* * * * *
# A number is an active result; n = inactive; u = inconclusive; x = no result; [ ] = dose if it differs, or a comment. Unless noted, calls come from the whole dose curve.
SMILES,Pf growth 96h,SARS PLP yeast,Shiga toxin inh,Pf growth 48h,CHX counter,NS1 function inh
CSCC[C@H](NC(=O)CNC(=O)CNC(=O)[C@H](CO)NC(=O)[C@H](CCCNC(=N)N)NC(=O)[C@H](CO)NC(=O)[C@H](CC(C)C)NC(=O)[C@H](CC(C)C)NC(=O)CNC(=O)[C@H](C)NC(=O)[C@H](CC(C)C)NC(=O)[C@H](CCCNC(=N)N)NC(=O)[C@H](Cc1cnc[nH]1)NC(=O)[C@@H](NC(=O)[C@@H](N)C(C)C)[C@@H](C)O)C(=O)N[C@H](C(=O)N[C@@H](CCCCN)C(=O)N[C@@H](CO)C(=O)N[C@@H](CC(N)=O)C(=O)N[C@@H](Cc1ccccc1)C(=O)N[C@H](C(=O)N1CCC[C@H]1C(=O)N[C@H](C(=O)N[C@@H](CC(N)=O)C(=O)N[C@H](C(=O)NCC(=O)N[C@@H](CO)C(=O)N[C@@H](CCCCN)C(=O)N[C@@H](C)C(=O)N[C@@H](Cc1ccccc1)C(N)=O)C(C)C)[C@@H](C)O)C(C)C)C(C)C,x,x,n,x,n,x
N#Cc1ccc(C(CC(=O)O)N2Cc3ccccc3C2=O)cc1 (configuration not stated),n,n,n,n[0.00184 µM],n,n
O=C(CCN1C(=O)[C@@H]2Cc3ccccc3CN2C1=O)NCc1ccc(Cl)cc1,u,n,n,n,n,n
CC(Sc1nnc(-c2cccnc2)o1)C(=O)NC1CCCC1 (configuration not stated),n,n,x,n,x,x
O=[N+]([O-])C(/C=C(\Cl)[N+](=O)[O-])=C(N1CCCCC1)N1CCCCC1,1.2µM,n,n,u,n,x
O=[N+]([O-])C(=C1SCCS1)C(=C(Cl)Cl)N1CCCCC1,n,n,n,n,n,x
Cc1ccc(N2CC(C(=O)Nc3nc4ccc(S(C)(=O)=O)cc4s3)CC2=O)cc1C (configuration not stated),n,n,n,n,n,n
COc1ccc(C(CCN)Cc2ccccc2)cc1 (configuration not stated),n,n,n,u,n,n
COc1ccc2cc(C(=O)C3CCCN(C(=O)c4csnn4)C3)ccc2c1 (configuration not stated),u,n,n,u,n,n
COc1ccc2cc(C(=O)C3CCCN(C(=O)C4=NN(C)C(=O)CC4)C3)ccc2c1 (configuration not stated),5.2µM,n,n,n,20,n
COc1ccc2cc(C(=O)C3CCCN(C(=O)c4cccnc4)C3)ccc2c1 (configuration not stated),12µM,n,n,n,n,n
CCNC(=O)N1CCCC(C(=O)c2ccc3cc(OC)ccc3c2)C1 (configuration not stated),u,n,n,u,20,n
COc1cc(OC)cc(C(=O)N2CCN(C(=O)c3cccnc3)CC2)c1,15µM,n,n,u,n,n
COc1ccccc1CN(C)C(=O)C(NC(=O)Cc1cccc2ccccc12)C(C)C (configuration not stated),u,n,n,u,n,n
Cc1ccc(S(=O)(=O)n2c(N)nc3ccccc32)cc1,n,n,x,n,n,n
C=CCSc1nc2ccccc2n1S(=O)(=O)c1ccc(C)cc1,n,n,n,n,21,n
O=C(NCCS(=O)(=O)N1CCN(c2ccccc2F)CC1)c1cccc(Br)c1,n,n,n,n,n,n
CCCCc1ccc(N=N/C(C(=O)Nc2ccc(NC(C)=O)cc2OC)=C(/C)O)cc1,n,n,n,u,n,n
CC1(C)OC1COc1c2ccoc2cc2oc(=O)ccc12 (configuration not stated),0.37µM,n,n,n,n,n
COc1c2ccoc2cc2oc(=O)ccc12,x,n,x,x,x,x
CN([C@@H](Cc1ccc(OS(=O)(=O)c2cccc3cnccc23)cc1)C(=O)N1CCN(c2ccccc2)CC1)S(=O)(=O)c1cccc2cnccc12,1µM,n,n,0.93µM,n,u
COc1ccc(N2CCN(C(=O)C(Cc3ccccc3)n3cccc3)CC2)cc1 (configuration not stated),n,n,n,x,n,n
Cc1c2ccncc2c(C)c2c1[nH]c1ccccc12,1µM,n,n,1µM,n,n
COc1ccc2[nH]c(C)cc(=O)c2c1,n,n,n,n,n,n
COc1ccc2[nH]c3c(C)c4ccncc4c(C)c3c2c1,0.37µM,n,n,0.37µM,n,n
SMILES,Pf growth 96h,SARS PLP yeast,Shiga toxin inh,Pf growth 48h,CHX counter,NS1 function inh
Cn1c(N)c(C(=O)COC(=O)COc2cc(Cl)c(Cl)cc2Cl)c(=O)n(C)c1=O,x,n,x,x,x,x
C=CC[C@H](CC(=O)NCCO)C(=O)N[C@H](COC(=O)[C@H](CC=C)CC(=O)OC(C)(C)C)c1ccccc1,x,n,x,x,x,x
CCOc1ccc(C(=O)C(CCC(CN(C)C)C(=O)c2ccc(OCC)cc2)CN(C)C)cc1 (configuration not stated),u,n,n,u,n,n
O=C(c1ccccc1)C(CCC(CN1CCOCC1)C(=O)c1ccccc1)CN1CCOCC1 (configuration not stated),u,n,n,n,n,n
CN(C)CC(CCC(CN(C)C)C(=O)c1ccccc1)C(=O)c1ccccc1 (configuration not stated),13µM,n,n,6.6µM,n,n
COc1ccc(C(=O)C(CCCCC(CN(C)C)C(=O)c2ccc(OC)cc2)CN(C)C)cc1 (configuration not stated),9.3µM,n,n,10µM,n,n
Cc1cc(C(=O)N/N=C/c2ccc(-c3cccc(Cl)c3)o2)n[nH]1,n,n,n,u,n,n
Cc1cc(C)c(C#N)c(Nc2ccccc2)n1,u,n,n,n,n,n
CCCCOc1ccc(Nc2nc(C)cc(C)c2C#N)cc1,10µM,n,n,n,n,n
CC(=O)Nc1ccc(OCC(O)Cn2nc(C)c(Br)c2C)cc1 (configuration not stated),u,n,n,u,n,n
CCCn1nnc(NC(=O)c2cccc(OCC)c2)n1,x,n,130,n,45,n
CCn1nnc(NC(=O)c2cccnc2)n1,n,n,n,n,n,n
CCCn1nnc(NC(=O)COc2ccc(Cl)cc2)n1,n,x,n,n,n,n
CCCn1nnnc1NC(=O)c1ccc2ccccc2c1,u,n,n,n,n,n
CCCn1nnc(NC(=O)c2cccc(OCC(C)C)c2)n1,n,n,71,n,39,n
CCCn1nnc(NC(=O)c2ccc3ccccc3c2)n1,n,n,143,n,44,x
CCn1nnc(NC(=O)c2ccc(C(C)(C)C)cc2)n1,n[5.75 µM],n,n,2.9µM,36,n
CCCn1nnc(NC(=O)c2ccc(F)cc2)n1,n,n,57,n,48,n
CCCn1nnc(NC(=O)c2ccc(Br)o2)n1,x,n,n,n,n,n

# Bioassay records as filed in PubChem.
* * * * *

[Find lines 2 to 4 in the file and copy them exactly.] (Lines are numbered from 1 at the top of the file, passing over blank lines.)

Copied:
SMILES,Pf growth 96h,SARS PLP yeast,Shiga toxin inh,Pf growth 48h,CHX counter,NS1 function inh
CSCC[C@H](NC(=O)CNC(=O)CNC(=O)[C@H](CO)NC(=O)[C@H](CCCNC(=N)N)NC(=O)[C@H](CO)NC(=O)[C@H](CC(C)C)NC(=O)[C@H](CC(C)C)NC(=O)CNC(=O)[C@H](C)NC(=O)[C@H](CC(C)C)NC(=O)[C@H](CCCNC(=N)N)NC(=O)[C@H](Cc1cnc[nH]1)NC(=O)[C@@H](NC(=O)[C@@H](N)C(C)C)[C@@H](C)O)C(=O)N[C@H](C(=O)N[C@@H](CCCCN)C(=O)N[C@@H](CO)C(=O)N[C@@H](CC(N)=O)C(=O)N[C@@H](Cc1ccccc1)C(=O)N[C@H](C(=O)N1CCC[C@H]1C(=O)N[C@H](C(=O)N[C@@H](CC(N)=O)C(=O)N[C@H](C(=O)NCC(=O)N[C@@H](CO)C(=O)N[C@@H](CCCCN)C(=O)N[C@@H](C)C(=O)N[C@@H](Cc1ccccc1)C(N)=O)C(C)C)[C@@H](C)O)C(C)C)C(C)C,x,x,n,x,n,x
N#Cc1ccc(C(CC(=O)O)N2Cc3ccccc3C2=O)cc1 (configuration not stated),n,n,n,n[0.00184 µM],n,n